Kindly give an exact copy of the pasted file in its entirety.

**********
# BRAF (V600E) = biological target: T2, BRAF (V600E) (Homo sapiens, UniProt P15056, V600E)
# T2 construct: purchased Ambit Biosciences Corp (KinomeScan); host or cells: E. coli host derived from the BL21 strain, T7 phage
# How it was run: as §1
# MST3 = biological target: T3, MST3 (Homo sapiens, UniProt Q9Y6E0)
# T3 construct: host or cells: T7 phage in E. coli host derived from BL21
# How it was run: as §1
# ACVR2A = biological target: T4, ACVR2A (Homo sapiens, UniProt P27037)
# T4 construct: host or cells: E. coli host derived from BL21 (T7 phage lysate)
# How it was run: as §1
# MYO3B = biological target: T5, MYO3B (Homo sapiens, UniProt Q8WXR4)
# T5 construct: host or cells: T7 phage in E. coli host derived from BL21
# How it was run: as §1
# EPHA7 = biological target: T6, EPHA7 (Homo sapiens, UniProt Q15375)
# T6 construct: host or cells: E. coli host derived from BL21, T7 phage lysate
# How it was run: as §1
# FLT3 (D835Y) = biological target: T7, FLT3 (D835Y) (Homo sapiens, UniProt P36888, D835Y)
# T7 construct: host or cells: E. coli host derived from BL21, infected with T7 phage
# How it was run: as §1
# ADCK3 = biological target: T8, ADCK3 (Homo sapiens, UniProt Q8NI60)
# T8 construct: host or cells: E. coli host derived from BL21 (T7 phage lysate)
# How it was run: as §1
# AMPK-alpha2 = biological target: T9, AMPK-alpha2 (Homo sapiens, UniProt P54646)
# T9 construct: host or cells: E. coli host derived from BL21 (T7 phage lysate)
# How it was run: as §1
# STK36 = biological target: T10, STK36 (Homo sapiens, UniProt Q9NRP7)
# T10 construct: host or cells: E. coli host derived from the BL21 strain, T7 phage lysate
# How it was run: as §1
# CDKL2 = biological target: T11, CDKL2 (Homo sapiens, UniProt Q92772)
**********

# BRAF (V600E) = biological target: T2, BRAF (V600E) (Homo sapiens, UniProt P15056, V600E)
# T2 construct: purchased Ambit Biosciences Corp (KinomeScan); host or cells: E. coli host derived from the BL21 strain, T7 phage
# How it was run: as §1
# MST3 = biological target: T3, MST3 (Homo sapiens, UniProt Q9Y6E0)
# T3 construct: host or cells: T7 phage in E. coli host derived from BL21
# How it was run: as §1
# ACVR2A = biological target: T4, ACVR2A (Homo sapiens, UniProt P27037)
# T4 construct: host or cells: E. coli host derived from BL21 (T7 phage lysate)
# How it was run: as §1
# MYO3B = biological target: T5, MYO3B (Homo sapiens, UniProt Q8WXR4)
# T5 construct: host or cells: T7 phage in E. coli host derived from BL21
# How it was run: as §1
# EPHA7 = biological target: T6, EPHA7 (Homo sapiens, UniProt Q15375)
# T6 construct: host or cells: E. coli host derived from BL21, T7 phage lysate
# How it was run: as §1
# FLT3 (D835Y) = biological target: T7, FLT3 (D835Y) (Homo sapiens, UniProt P36888, D835Y)
# T7 construct: host or cells: E. coli host derived from BL21, infected with T7 phage
# How it was run: as §1
# ADCK3 = biological target: T8, ADCK3 (Homo sapiens, UniProt Q8NI60)
# T8 construct: host or cells: E. coli host derived from BL21 (T7 phage lysate)
# How it was run: as §1
# AMPK-alpha2 = biological target: T9, AMPK-alpha2 (Homo sapiens, UniProt P54646)
# T9 construct: host or cells: E. coli host derived from BL21 (T7 phage lysate)
# How it was run: as §1
# STK36 = biological target: T10, STK36 (Homo sapiens, UniProt Q9NRP7)
# T10 construct: host or cells: E. coli host derived from the BL21 strain, T7 phage lysate
# How it was run: as §1
# CDKL2 = biological target: T11, CDKL2 (Homo sapiens, UniProt Q92772)